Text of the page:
Lyrics — 7
The lyrics are highly questionable, at times. In fact, some seem intelligently written. However, the lyrics are nothing like what Led Zeppelin wrote. Led Zeppelin were much more educated in the muse of Tolkien's literature and Scottish works. Led Zeppelin drew upon different sources of information. Unlike Led Zeppelin, Wolfmother makes a point to make completely nonsensical lyrics. Some of them, "Vagabond", "Love Train", "White Unicorn", and "Woman", give mixed feelings. Lyrically, the songs, "Tales", "Witchcraft", "Apple Tree", and a few others do not shine. Andrew Stockdale does not tell a story with too many of the songs, like Robert Plant did. However, he does present these songs with very great vocal work. He has roughly the same range as Robert Plant and has a snarl like Ozzy Osbourne. What makes this all the more interesting is that the song "Love Train" actually makes it quite clear what he's singing about. "Vagabond" actually presents a sense of connection with the listener, telling a tale about someone who lives free and the lyrics fit perfectly with the music, in this case. "Dimension" is a bluesy song that recalls Led Zeppelin to an extent. It shows the devotion Wolfmother has to classic rock with a lyrical name check of Jimi Hendrix- "Purple hazes in the sky/See the angels wicked eye." Wolfmother has an absolute aim- to revive interest in classic rock. "Woman" is almost a song that could be considered the ultimate Led Zeppelin tribute. Whitesnake never managed a more successful lyrical homage to Led Zeppelin than this. Recalling the debut of Led Zeppelin, this song deserves it's fame, because it has the soul of Plant woven in. "Love Train" could be considered as similar to "Sympathy For The Devil", but it shines, lyrically. Otherwise, the most perfect moments of Wolfmother can be marred by poor songwriting. Wolfmother has some maturing to do. It also has musical direction to focus on.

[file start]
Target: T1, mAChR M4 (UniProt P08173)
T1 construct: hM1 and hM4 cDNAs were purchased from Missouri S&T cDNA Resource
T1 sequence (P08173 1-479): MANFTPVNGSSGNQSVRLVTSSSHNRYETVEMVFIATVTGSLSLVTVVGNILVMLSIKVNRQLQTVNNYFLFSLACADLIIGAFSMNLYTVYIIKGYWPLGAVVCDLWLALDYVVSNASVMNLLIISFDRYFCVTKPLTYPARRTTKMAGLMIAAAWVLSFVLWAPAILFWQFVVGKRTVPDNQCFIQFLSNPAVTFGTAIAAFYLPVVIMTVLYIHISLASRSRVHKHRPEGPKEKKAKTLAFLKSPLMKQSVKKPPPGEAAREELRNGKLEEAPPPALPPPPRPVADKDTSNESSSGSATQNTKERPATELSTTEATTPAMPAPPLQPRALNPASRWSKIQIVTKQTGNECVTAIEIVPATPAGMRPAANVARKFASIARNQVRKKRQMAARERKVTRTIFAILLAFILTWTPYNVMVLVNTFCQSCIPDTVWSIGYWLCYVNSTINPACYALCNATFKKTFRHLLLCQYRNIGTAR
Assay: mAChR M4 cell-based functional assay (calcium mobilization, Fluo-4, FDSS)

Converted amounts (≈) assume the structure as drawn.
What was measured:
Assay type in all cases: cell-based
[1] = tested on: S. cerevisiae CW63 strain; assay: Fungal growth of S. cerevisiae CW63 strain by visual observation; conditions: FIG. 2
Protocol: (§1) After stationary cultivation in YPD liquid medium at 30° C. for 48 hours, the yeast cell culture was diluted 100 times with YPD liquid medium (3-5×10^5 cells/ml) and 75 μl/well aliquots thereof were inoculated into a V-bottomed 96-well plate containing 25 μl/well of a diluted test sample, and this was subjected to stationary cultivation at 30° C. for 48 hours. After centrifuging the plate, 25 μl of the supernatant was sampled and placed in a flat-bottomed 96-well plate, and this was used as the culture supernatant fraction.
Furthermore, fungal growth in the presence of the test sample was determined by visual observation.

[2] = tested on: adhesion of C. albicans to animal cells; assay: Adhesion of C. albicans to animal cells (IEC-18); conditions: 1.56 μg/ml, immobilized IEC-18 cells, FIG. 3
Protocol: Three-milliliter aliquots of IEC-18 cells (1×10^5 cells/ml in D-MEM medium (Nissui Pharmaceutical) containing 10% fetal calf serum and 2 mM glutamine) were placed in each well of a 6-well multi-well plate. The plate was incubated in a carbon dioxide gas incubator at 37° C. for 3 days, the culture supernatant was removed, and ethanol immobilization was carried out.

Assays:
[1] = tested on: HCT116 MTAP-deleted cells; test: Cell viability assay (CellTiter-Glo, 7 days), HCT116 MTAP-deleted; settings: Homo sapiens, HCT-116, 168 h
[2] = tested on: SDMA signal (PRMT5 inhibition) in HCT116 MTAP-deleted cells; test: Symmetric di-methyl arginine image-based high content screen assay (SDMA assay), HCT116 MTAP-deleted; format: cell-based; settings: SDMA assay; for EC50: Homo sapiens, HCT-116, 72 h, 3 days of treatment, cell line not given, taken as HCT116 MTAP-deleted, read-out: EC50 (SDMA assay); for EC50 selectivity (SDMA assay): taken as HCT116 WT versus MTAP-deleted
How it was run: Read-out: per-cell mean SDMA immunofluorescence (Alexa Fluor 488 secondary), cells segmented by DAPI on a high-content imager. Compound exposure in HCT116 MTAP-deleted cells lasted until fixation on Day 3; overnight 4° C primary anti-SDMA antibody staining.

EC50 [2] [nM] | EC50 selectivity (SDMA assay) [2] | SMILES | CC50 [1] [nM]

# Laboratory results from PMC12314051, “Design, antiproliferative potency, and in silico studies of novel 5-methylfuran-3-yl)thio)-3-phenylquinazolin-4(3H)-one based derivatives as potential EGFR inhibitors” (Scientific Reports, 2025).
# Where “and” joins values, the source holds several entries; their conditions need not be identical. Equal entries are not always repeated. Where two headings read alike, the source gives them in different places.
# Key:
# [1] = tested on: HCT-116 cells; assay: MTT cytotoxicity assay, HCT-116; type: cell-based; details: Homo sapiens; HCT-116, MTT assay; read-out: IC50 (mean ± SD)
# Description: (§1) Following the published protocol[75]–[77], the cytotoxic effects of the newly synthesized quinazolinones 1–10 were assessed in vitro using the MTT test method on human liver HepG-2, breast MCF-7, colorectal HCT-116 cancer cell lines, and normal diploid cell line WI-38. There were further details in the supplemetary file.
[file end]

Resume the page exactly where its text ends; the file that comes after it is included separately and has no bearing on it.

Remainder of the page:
Overall Impression — 8
Wolfmother is an excellent debut for a band that had it's moment in the stars. Having accomplished so much in such a short time, these musicians made rock history. Wolfmother could benefit most from connecting with the audience. While they do have amazing songs, they do not let it all soak in. They do resemble a Generation Y version of Led Zeppelin, but they do not have that element Soundgarden had of mixing a Zeppelin sound with captivating lyrics. However, the songs are catchy, at times. They all have a different flavor, but they do not have the element Led Zeppelin had. Led Zeppelin were able to pull off perfect songs back-to-back, without hesitation. Led Zeppelin was the album-essential band that you just had to buy the albums to understand. However, the music of Wolfmother is definitely greatest hits worthy. What Wolfmother will be remembered for is a band that did not follow up their album with a second one in time. Eventually, Wolfmother would fail to impress many, because it did not follow up. Wolfmother's most excellent moments are alt-rock classics that could be listened to on the radio without becoming boring. However, Wolfmother has left more of an image that is still very much alive, the revival of classic rock. At it's bare essentials, Wolfmother has a desperate side. Wolfmother takes that wrenching simplicity that the White Stripes has, as well as the music of Led Zeppelin. However, their image can precede them, at times. What fellow rockers Jet pull off can be music that relates to the audience. However, Wolfmother doesn't have that element. If anything, Wolfmother needs to mature. If it can be revived. Can Wolfmother pull through, or, will Wolfmother be the band time forgot?